Annotatins_Brook

Show Up Smarter: Annotations 

As much as I fancy myself a writer, I am also a careful curator. These days, we call it content curation but in the pioneer days, we just called it “get out your scissors.”

Seriously. I still remember the era before text, email and RSS feeds, when you would risk life and limb by physically taking hold of a pair of scissors and, wait for it, clip something out of a magazine. Then, you’d take the time to handwrite a little cover note and send it off (with a stamp!) to a friend or loved one to let them know you were thinking of them.

My dad even has business cards that read, “I thought you might be interested in this.” He uses them to this day and I think they are so cool and classy. I used to love checking my mail every week at college, hoping for some homegrown article he’d clipped from the Post Gazette.

I was also hopelessly addicted to saving up magazine stacks and then staying up till 3 a.m. on Friday with my door closed making collages of words that moved me, struck me, excited me.

So without belaboring it, this is basically that: A curated list of things I’ve been reading, watching, consuming lately that have moved me, struck me, excited me. Things I’ve gone back to a few times. Things that I think about when I’m running or drying my hair. Or at 2:45 a.m. when I’m stuck on the wrong side of consciousness.

Yes, I know that here in 2015 we simply tag each other under instagrams and hope the other person gets the context. Call me old school, but I think there is still some room for annotations. So here goes:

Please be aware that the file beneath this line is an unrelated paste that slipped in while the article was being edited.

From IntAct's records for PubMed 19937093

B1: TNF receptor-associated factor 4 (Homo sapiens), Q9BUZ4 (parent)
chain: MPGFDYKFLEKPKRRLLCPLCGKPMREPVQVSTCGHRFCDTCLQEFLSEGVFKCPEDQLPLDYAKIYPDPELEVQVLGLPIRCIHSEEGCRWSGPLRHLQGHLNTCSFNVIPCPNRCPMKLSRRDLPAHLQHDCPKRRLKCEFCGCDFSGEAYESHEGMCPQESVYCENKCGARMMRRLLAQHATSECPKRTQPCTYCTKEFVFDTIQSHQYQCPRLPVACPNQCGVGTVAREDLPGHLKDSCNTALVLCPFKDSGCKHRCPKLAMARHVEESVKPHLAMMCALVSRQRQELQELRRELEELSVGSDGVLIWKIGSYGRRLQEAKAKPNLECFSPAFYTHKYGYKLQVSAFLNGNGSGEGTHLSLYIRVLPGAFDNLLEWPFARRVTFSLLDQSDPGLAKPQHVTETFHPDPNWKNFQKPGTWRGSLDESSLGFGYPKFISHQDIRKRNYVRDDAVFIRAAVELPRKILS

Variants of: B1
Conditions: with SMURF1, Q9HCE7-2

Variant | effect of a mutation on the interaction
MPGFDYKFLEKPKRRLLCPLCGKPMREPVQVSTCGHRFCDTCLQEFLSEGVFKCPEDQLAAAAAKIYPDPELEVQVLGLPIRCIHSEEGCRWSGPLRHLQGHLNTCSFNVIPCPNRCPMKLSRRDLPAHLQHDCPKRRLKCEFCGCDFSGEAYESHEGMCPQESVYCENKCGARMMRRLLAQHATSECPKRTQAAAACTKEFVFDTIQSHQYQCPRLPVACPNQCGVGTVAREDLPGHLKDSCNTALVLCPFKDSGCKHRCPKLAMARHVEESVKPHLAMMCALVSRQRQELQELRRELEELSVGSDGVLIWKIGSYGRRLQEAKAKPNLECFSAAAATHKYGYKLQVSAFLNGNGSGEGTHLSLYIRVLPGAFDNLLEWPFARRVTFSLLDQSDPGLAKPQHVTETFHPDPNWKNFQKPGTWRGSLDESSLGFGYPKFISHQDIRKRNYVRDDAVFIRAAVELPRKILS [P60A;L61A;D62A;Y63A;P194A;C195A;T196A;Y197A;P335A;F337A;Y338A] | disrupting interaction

• This entire 4-minute interview is the articulate version of my feelings on feminism, equalism, caregivism, leaning out. A year ago I was caught in the vortex of wife + parent + daughter + sister + girlboss and I’m here to tell you that it’s like going to Jupiter. The temperature and pressure become so great that even the diamonds melt. Basically a bad, unrealistic idea no matter how cool it sounds when you say it or how hard you are on the outside. Besides, if you are hard on the outside, we really need you to keep railing against the glass ceiling.
  • Speaking of parenting, this Dear Sugar podcast put a big lump of sugar in my throat the entire time I listened to it. How do you ever know if you are doing a good job being a parent? And for crying out loud, put your phone down and look your kid in the eye once in a while.
  • Amber Scorah, whom I recently had the pleasure of meeting, lost her baby on his first day of daycare just a few months ago. Now she’s using her story to call for an increased awareness about paid and protected family leave in America. I think she is so brave. “Our children can’t afford lobbyists. It’s up to us parents to demand more,” she says. We can help by visiting www.forkarl.com to call on our candidates and representatives for change.
  • As I struggle to keep my writer’s head above water in the sea of all else I have to do, I always, always go back to this Ted Talk by Elizabeth Gilbert. I think everyone should have to watch it once a month. “And what I have to sort of keep telling myself when I get really psyched out about that is don’t be afraid,” she says. “Don’t be daunted. Just do your job. Continue to show up for your piece of it, whatever that might be.” 
  • Finally, are you dating? You must read this piece: “Marry the person who will help you to the bathroom.” As a birth vessel of two and a Crohn’s disease warrior, this should be the preeminent criteria for whether or not a person gets a second date. Life is messy. Plan for it. Grab the guy who isn’t afraid to roll up his sleeves.

That’s it for now. I know it’s heavy on the parenting stuff. Parenting is…well, really freaking heavy. What can I say? I’ll branch out next time, just for you, ok?

Brooke

 

 

 

 

 

 

 

 

 

 

 

 

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